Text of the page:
HMRC have recently been given new powers to access taxpayer information. This relates to anyone who may have offshore bank accounts or assets. HMRC are now issuing what is called “nudge letter” to anyone suspected of having undisclosed offshore assets.
The finance bill 2020-21 introduces the financial institutional notice or FIN, in addition to other powers that HMRC already have. Once a FIN is issued it places bank and other financial institutions under legal obligation to provide documents or information about a particular taxpayer. What is different with a FIN is that HMRC do not need approval to issue one from the taxpayer or the tax tribunal. Although there are safeguards in place, namely the taxpayer must be notified of the issuance of a FIN, HMRC can apply to the tax tribunal to waive any notification. A FIN is limited in that it cannot be used to obtain legally privileged information. Taxpayers should expect HMRC to use FIN with increasing regularity, so be aware of your legal responsibilities. This “increasing regularity” is clearly stated in the draft legislation.
FIN’s have been introduced to speed up HMRC’s information collection process, particularly when they must comply with information requests from other countries. So, we are likely to see an increase in the use of FIN’s to other countries. It seems unlikely that the use of FIN’s issued in the UK will face a legal challenge, but those issued to other jurisdictions may will conflict with local laws so may face legal challenges. It will be interesting to see how this develops for internationally issued FIN’s. Another important driver for this change is the governments need to pay for the COV19 borrowing, which is significant. A recent OECD report shows that there is plenty of money in tax havens for governments to chase. Although this measure is likely to please parts of the public because tax havens will be attacked, FIN’s could potentially affect anyone the HMRC think are paying too little tax. Due to an increase use of artificial intelligence software HMRC are catching more people out. They regularly run bank data through their Connect system and tax returns submitted.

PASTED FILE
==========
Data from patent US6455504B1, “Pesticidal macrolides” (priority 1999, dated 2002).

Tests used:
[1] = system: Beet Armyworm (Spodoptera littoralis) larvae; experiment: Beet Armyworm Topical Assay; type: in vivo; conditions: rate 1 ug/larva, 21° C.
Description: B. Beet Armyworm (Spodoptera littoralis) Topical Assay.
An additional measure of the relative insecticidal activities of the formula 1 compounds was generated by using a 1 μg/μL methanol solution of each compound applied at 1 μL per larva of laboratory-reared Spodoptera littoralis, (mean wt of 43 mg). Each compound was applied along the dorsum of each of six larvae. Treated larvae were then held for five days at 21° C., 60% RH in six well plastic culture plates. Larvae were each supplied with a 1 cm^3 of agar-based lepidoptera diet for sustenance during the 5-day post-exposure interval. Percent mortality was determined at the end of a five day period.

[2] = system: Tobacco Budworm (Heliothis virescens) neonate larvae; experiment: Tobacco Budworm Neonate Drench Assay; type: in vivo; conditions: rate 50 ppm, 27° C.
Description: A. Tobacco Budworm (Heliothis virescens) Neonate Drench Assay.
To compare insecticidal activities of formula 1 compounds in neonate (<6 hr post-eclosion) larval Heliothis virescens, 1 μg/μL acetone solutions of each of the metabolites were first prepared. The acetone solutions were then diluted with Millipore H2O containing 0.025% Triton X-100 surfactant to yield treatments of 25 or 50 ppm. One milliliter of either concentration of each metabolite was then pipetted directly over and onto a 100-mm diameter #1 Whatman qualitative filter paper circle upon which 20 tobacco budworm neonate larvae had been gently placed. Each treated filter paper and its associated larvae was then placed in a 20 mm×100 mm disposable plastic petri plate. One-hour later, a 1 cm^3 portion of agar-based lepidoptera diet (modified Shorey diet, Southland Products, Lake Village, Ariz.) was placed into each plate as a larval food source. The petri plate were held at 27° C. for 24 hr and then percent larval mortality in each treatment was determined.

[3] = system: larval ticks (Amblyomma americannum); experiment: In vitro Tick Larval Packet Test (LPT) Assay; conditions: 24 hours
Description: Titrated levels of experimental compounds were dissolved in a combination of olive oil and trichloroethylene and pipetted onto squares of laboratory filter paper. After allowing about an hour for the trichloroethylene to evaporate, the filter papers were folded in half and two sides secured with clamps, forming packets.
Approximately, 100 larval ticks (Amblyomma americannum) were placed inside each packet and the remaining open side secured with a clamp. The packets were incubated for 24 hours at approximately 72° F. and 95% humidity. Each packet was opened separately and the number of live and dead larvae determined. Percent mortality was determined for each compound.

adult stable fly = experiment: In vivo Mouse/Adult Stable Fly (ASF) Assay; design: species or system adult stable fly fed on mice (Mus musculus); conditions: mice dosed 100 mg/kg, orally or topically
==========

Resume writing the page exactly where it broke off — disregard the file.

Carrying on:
HMRC have already sent out numerous Nudge letters to people they suspect have not disclosed offshore assets and paid the appropriate amount of tax. The letters read as follows
“We believe that you may not have paid the right amount of UK tax. There may be a reasonable explanation for this.
“We are giving you the opportunity to review your tax affairs and to tell us about anything that you may need to put right. Some people with assets overseas have found that earlier tax advice is out of date after changes to their personal circumstances or to tax laws.
“Please help us to make sure the information we hold about your tax affairs is accurate. You can do this by checking that you have told us about all of your UK tax liabilities from all overseas income or gains.”
At this point if you do not make corrections, if required, you may likely face criminal proceedings so make sure to get some good advice before you complete any declarations.
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